Many other cuprate superconductors have since been discovered, and the theory of superconductivity in these materials is one of the major outstanding challenges of theoretical condensed matter physics. There are currently two main hypotheses – the resonating-valence-bond theory, and spin fluctuation which has the most support in the research community. The second hypothesis proposed that electron pairing in high-temperature superconductors is mediated by short-range spin waves known as paramagnons.
In 2008, holographic superconductivity, which uses holographic duality or AdS/CFT correspondence theory, was proposed by Gubser, Hartnoll, Herzog, and Horowitz, as a possible explanation of high-temperature superconductivity in certain materials.
From about 1993, the highest-temperature superconductor known was a ceramic material consisting of mercury, barium, calcium, copper and oxygen (HgBa2Ca2Cu3O8+δ) with Tc = 133–138 K.
In February 2008, an iron-based family of high-temperature superconductors was discovered. Hideo Hosono, of the Tokyo Institute of Technology, and colleagues found lanthanum oxygen fluorine iron arsenide (LaO1−xFxFeAs), an oxypnictide that superconducts below 26 K. Replacing the lanthanum in LaO1−xFxFeAs with samarium leads to superconductors that work at 55 K.
In 2014 and 2015, hydrogen sulfide (H
2S) at extremely high pressures (around 150 gigapascals) was first predicted and then confirmed to be a high-temperature superconductor with a transition temperature of 80 K. Additionally, in 2019 it was discovered that lanthanum hydride (LaH
10) becomes a superconductor at 250 K under a pressure of 170 gigapascals.
In 2018, a research team from the Department of Physics, Massachusetts Institute of Technology, discovered superconductivity in bilayer graphene with one layer twisted at an angle of approximately 1.1 degrees with cooling and applying a small electric charge. Even if the experiments were not carried out in a high-temperature environment, the results are correlated less to classical but high temperature superconductors, given that no foreign atoms need to be introduced. The superconductivity effect came about as a result of electrons twisted into a vortex between the graphene layers, called "skyrmions". These act as a single particle and can pair up across the graphene's layers, leading to the basic conditions required for superconductivity.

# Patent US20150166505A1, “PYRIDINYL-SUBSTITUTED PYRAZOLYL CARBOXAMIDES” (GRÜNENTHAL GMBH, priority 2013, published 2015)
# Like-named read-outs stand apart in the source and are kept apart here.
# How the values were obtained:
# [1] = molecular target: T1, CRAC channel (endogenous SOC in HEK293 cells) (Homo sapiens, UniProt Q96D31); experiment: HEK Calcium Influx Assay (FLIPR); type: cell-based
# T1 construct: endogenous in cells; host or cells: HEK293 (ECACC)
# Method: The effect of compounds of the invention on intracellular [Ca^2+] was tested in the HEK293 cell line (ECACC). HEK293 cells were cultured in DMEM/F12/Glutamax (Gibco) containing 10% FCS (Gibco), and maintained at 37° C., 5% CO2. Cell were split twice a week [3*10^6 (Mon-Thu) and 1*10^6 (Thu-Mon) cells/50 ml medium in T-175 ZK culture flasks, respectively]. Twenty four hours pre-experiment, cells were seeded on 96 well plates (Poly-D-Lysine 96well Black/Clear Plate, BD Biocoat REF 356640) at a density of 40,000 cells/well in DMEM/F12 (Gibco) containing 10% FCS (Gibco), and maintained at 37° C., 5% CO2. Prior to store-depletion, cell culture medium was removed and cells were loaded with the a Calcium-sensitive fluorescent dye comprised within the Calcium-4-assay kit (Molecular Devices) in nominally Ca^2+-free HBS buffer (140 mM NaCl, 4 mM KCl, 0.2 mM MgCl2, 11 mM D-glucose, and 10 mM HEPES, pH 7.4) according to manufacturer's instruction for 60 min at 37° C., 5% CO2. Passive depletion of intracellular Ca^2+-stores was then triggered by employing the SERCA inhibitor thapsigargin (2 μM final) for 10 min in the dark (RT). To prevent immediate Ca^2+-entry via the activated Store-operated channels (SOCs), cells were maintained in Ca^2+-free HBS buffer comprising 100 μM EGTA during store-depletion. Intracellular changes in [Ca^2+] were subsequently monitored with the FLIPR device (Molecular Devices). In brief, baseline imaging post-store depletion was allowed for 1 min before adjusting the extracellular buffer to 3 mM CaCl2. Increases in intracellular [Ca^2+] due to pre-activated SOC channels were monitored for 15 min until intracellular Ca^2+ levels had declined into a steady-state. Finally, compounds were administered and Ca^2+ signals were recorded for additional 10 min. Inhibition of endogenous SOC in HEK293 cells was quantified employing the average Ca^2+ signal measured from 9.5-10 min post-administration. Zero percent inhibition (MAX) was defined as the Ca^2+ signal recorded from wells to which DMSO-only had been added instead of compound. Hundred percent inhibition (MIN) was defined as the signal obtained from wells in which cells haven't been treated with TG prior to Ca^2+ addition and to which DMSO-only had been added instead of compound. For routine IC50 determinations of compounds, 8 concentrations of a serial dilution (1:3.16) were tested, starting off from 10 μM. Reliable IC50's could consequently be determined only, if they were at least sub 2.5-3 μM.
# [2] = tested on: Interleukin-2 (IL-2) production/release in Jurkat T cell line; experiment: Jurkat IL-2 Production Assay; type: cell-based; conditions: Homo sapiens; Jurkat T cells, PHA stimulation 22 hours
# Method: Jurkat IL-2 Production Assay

In 2020, a room-temperature superconductor made from hydrogen, carbon and sulfur under pressures of around 270 gigapascals was described in a paper in Nature. This is currently the highest temperature at which any material has shown superconductivity.
Video of superconducting levitation of YBCO
Superconducting magnets are some of the most powerful electromagnets known. They are used in MRI/NMR machines, mass spectrometers, the beam-steering magnets used in particle accelerators and plasma confining magnets in some tokamaks. They can also be used for magnetic separation, where weakly magnetic particles are extracted from a background of less or non-magnetic particles, as in the pigment industries. They can also be used in large wind turbines to overcome the restrictions imposed by high electrical currents, with an industrial grade 3.6 megawatt superconducting windmill generator having been tested successfully in Denmark.
In the 1950s and 1960s, superconductors were used to build experimental digital computers using cryotron switches. More recently, superconductors have been used to make digital circuits based on rapid single flux quantum technology and RF and microwave filters for mobile phone base stations.
Superconductors are used to build Josephson junctions which are the building blocks of SQUIDs (superconducting quantum interference devices), the most sensitive magnetometers known. SQUIDs are used in scanning SQUID microscopes and magnetoencephalography. Series of Josephson devices are used to realize the SI volt. Depending on the particular mode of operation, a superconductor–insulator–superconductor Josephson junction can be used as a photon detector or as a mixer. The large resistance change at the transition from the normal- to the superconducting state is used to build thermometers in cryogenic micro-calorimeter photon detectors. The same effect is used in ultrasensitive bolometers made from superconducting materials.